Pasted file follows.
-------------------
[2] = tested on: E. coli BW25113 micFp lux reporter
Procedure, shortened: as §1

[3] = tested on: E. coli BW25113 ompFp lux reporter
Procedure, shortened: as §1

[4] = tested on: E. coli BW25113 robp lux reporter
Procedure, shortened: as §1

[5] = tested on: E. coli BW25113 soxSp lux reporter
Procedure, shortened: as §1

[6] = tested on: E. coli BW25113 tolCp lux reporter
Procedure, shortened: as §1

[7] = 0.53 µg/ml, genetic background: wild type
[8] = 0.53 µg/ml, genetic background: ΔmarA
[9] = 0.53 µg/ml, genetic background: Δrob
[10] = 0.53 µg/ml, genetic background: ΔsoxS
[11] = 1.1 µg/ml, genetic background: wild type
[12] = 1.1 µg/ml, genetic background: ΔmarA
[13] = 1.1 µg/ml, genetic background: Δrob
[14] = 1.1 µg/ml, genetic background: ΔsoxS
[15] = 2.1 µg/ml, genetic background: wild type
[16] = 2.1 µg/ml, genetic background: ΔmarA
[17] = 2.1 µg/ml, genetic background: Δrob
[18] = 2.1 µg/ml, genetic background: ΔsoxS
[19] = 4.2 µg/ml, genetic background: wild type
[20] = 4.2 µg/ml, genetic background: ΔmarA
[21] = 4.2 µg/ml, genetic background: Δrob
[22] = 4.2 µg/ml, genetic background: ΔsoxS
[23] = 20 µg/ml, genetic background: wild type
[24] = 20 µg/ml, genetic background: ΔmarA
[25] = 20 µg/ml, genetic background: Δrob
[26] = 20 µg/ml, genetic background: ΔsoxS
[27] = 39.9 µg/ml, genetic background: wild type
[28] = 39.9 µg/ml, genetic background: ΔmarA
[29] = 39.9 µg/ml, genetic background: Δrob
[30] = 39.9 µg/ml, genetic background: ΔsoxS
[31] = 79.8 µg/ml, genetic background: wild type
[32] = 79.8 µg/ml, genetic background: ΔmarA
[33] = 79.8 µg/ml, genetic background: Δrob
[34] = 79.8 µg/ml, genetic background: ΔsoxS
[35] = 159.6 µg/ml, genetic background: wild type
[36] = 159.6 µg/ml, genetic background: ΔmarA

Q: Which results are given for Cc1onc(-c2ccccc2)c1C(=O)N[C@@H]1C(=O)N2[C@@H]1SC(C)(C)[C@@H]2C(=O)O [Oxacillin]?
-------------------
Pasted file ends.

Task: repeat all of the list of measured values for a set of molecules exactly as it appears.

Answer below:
[2] = tested on: E. coli BW25113 micFp lux reporter
Procedure, shortened: as §1

[3] = tested on: E. coli BW25113 ompFp lux reporter
Procedure, shortened: as §1

[4] = tested on: E. coli BW25113 robp lux reporter
Procedure, shortened: as §1

[5] = tested on: E. coli BW25113 soxSp lux reporter
Procedure, shortened: as §1

[6] = tested on: E. coli BW25113 tolCp lux reporter
Procedure, shortened: as §1

[7] = 0.53 µg/ml, genetic background: wild type
[8] = 0.53 µg/ml, genetic background: ΔmarA
[9] = 0.53 µg/ml, genetic background: Δrob
[10] = 0.53 µg/ml, genetic background: ΔsoxS
[11] = 1.1 µg/ml, genetic background: wild type
[12] = 1.1 µg/ml, genetic background: ΔmarA
[13] = 1.1 µg/ml, genetic background: Δrob
[14] = 1.1 µg/ml, genetic background: ΔsoxS
[15] = 2.1 µg/ml, genetic background: wild type
[16] = 2.1 µg/ml, genetic background: ΔmarA
[17] = 2.1 µg/ml, genetic background: Δrob
[18] = 2.1 µg/ml, genetic background: ΔsoxS
[19] = 4.2 µg/ml, genetic background: wild type
[20] = 4.2 µg/ml, genetic background: ΔmarA
[21] = 4.2 µg/ml, genetic background: Δrob
[22] = 4.2 µg/ml, genetic background: ΔsoxS
[23] = 20 µg/ml, genetic background: wild type
[24] = 20 µg/ml, genetic background: ΔmarA
[25] = 20 µg/ml, genetic background: Δrob
[26] = 20 µg/ml, genetic background: ΔsoxS
[27] = 39.9 µg/ml, genetic background: wild type
[28] = 39.9 µg/ml, genetic background: ΔmarA
[29] = 39.9 µg/ml, genetic background: Δrob
[30] = 39.9 µg/ml, genetic background: ΔsoxS
[31] = 79.8 µg/ml, genetic background: wild type
[32] = 79.8 µg/ml, genetic background: ΔmarA
[33] = 79.8 µg/ml, genetic background: Δrob
[34] = 79.8 µg/ml, genetic background: ΔsoxS
[35] = 159.6 µg/ml, genetic background: wild type
[36] = 159.6 µg/ml, genetic background: ΔmarA

Q: Which results are given for Cc1onc(-c2ccccc2)c1C(=O)N[C@@H]1C(=O)N2[C@@H]1SC(C)(C)[C@@H]2C(=O)O [Oxacillin]?